Friday, April 6, 2012

Publishing News

Quick question for my readers: do you prefer the links popping up in a new window, or acting as direct links? Warning for this week: I have them opening in new windows. Just trying a little something different. Let me know if you prefer this format!

Industry News

The DoJ is close to settling with Apple over price-fixing. This settlement may end Apple's "most-favored-nation" status. The deal may also shift pricing control from publishers to retailers, which is a move away from the agency model publishers have been using and back towards Amazon's wholesale model. Good news for Amazon.

Estimates on the amount of money lost by untaxed Amazon purchases puts the number at about $52 billion. That's right, with a b. Taxes that could have gone to fixing state deficits.

According to GalleyCat, 20% of global readers have purchased at least one eBook in the past 6 months.

Google ends its eBook agreement with indie bookstores, meaning it will no longer sell eBooks through any medium except Google Play as of January 2013.

Got something published? A new site has pirated copies of many copyrighted works, including romance and other genres, despite claiming to be only for children's eBooks. I suggest checking the site for your own work and request it be taken down, assuming you don't like e-pirates handing out free copies of your work without permission. Terms for getting the material removed are on this page. The site's copyright agent in charge of these issues is Josh Jones, 427 California Ave, Unit 1, Santa Monica, CA 90403, e-mail:, fax: 310-862-4900. Books may be posted with slightly incorrect titles and may or may not include the author's name, which only makes finding out if you've been pirated all the more fun.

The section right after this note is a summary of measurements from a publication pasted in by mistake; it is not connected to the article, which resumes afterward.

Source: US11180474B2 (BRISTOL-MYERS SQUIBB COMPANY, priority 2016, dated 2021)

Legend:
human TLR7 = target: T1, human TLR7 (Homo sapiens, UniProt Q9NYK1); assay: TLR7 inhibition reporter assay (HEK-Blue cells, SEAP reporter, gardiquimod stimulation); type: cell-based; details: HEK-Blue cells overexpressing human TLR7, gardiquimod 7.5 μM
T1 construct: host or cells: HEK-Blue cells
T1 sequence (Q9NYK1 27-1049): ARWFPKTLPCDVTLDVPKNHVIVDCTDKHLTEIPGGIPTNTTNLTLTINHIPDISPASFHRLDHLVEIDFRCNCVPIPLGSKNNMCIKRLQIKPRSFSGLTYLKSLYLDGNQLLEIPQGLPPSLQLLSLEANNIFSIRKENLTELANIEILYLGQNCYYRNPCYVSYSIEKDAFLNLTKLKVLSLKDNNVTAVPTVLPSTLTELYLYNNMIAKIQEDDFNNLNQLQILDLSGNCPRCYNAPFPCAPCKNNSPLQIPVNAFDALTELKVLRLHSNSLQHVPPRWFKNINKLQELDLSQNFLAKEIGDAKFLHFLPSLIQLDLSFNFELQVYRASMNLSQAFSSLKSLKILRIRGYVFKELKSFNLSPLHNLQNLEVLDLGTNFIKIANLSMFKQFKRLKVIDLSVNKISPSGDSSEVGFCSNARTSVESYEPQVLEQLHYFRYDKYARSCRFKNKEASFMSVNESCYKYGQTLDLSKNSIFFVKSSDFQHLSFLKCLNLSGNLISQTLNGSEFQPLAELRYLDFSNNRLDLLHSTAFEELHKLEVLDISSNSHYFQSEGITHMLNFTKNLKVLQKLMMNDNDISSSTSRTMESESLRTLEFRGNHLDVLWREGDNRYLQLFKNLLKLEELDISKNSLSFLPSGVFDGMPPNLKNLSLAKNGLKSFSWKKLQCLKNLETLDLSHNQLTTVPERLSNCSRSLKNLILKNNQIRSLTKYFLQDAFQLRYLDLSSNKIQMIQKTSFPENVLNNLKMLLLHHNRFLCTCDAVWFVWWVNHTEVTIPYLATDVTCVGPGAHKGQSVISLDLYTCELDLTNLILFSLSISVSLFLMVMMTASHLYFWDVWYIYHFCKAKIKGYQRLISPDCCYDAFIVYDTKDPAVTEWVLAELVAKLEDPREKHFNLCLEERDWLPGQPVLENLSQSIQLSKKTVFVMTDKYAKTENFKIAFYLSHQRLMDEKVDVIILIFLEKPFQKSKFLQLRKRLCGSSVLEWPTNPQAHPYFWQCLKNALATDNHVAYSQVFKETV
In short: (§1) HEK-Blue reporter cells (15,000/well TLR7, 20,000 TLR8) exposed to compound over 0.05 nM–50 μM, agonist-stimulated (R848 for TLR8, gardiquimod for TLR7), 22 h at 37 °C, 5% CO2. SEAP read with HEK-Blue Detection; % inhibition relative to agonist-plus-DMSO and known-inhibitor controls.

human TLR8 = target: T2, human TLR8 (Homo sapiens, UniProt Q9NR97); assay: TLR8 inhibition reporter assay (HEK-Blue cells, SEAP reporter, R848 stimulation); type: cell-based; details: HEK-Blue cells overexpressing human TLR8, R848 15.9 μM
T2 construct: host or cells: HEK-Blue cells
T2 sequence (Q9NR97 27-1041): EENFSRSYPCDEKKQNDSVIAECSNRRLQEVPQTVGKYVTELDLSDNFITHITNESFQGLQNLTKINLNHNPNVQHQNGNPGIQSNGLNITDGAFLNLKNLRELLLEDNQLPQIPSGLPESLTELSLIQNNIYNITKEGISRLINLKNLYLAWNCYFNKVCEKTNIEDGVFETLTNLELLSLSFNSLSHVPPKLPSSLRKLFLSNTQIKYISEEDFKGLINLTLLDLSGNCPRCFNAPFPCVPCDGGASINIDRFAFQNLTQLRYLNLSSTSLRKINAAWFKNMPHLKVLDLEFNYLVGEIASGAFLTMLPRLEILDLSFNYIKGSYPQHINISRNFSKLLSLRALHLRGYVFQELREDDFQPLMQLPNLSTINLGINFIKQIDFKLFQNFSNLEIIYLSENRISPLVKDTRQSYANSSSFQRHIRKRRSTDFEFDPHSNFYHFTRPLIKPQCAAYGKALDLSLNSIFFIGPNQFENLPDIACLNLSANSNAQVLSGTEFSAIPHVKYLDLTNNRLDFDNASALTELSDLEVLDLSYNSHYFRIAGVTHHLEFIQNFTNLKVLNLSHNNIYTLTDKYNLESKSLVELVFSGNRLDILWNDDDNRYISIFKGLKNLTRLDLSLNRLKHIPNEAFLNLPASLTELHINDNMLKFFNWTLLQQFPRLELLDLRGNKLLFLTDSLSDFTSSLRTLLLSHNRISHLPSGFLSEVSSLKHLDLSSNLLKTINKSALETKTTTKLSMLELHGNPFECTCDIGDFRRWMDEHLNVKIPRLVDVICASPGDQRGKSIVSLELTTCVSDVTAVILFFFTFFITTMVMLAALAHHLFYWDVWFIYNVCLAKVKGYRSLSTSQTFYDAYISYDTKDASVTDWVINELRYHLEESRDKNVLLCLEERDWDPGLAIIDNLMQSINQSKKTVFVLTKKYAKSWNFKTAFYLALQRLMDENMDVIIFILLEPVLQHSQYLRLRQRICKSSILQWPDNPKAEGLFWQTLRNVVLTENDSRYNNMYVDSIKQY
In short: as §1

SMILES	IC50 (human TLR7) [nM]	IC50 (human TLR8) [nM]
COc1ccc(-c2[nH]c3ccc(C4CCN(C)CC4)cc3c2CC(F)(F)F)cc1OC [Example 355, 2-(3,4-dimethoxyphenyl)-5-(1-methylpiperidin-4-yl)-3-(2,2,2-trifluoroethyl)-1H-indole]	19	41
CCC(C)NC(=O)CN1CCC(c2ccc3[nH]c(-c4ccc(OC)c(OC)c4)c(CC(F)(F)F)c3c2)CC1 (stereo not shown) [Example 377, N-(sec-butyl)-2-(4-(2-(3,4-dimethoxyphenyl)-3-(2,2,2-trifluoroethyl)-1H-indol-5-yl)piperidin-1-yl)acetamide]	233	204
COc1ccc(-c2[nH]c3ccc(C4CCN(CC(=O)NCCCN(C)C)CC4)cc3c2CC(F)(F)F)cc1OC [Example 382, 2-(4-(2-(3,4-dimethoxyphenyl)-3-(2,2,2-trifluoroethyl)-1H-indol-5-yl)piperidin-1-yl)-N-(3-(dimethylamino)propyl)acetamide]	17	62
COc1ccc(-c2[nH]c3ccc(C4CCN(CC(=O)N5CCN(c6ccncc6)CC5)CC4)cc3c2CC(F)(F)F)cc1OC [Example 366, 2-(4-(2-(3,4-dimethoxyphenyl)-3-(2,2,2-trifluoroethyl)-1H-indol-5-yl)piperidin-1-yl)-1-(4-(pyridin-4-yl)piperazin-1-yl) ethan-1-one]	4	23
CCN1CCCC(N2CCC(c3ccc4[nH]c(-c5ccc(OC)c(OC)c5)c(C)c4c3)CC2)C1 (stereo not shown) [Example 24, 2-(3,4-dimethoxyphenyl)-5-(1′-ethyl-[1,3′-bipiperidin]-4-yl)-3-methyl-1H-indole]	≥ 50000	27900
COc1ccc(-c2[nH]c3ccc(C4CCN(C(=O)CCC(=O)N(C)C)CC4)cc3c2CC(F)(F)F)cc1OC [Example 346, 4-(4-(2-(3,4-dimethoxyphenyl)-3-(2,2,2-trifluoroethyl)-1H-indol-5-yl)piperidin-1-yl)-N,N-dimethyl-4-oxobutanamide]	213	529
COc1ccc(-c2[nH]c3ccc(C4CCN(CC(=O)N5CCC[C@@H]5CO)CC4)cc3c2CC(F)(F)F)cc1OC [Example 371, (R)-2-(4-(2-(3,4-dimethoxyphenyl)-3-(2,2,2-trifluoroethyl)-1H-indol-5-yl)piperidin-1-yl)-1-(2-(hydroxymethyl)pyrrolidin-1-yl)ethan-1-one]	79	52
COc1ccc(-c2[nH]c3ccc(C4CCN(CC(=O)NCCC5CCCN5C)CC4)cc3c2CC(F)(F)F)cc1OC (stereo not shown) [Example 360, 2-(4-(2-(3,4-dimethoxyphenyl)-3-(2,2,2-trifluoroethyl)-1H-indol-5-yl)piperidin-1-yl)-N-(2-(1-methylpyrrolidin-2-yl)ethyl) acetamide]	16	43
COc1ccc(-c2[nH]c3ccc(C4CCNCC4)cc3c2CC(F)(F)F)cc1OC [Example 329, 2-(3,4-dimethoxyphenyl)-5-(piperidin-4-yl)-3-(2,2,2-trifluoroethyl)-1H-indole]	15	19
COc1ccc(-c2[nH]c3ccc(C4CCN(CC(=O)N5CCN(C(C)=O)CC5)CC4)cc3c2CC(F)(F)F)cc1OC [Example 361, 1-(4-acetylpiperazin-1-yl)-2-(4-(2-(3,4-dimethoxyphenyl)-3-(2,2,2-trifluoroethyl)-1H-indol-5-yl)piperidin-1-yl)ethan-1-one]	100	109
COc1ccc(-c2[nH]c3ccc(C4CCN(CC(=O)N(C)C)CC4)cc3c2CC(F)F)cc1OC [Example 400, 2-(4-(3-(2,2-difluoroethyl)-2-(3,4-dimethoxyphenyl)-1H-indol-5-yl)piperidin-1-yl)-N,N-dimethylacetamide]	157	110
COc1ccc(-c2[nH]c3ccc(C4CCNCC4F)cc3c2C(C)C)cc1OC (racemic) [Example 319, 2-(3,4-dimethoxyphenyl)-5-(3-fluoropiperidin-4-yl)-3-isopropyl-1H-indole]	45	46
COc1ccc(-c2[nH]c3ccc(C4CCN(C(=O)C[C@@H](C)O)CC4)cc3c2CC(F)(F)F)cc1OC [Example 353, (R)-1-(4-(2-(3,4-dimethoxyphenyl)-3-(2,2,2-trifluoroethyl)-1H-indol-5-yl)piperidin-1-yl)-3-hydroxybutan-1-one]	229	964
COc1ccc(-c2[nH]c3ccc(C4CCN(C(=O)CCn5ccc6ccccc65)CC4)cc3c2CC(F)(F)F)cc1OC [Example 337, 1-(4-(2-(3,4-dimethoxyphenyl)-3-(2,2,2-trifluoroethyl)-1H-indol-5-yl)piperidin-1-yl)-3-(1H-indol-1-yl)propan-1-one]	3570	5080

Is fanfiction going mainstream? With the publication of Fifty Shades of Grey, which acknowledged its origins as Twilight fanfiction, readers and writers begin to question the boundaries that have prevented fan-written fiction based off other published works (including manga, TV shows, movies, books, etc) from entering the market in the past. Of course there are legal issues, but there's also the question of a possible shift in cultural regard towards fanfiction as a legitimate form of literature.

In Nova Scotia, libraries are protesting Random House's price increase by no longer purchasing Random House eBooks.

A look at publishing in Russia, the 3rd largest book production market in the world (after the US and China). Due to declining reading habits, the country is expecting a loss in sales this year.

BookExpo America is opening its doors to the public for the first time this year. Okay, so it's invite only (there's only a thousand extra tickets floating around, offered to publishers and booksellers to award as they choose to fans).

Industry Blogs

Talking about BookExpo, Rachel Stark weighs in with her opinion. Some booksellers aren't too happy, but could having a book convention be a good thing? ComicCon sure gets a lot publicity, and is very popular. Would a book convention generate the same excitement towards reading?

Thinking about creating an interactive book in Apple for the iBookstore? The system still has a ways to go yet; only links and videos work (except links to Amazon); anything else places the book under the "Apps" page.